Standard Operating Procedure
PVD-75 Sputtering Deposition System

This page serves as a tutorial for the PVD-75 sputtering system and an introduction to the control system. At the bottom of this page, a PDF document may be found with the condensed SOP for the unit.

The PVD-75 Deposition system. Custom-built by Kurt J. Lesker, this is a three-target sputtering system with a turbomolecular pumping system, two RF targets and a DC target. It is housed in the class-1000 cleanroom at Niagara College and utilized in both thin-film optical work (e.g. dielectric filters and mirrors) as well as semiconductor work.

System Elements:

This frontal view of the system shown the vacuum chamber on the left (with the touch panel control mounted on the door itself above the viewing window), and the control stack on the right. The control stack consists of two RF generators and one DC generator driving the sputtering targets. The heater control and platen rotation are also found on the control stack. A MAXTEK-360 deposition monitor is also mounted in this stack.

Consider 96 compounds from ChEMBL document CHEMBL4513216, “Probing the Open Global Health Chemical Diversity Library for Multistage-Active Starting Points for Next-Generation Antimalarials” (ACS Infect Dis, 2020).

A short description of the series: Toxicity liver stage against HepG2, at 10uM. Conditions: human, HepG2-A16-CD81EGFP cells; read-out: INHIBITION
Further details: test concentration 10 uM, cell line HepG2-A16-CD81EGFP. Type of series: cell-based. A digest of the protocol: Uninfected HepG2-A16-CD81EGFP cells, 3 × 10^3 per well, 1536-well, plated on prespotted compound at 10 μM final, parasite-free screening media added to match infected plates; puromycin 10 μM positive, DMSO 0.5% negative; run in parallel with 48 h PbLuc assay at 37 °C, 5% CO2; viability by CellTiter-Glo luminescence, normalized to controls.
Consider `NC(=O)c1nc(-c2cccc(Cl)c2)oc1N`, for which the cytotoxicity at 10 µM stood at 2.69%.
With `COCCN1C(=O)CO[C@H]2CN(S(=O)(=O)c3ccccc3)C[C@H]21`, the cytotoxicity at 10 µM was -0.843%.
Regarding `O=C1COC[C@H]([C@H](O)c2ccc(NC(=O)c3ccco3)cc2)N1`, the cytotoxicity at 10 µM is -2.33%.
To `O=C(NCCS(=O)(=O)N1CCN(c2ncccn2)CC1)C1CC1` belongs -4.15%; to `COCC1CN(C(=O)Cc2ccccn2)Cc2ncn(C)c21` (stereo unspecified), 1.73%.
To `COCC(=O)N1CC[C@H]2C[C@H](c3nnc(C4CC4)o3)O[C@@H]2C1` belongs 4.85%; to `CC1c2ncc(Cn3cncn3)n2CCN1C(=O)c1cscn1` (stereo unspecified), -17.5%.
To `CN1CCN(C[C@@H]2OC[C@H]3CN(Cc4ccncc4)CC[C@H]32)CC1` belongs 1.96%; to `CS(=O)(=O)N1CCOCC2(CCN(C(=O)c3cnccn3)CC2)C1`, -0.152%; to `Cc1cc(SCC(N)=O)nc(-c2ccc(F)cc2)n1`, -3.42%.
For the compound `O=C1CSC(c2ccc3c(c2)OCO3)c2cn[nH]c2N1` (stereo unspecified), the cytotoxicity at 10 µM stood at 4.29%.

The vacuum chamber, open, revealing three Torus three-inch sputtering guns. The mounting platen for substrates is fixed at the top of the chamber onto the rotating shaft via two pins, the entire plate is rotated by hand until pins are aligned for the platen may be removed for substrate mounting.

At the very top of the chamber are two halogen heating elements as well as the intake for the turbomolecular pump behind the platen.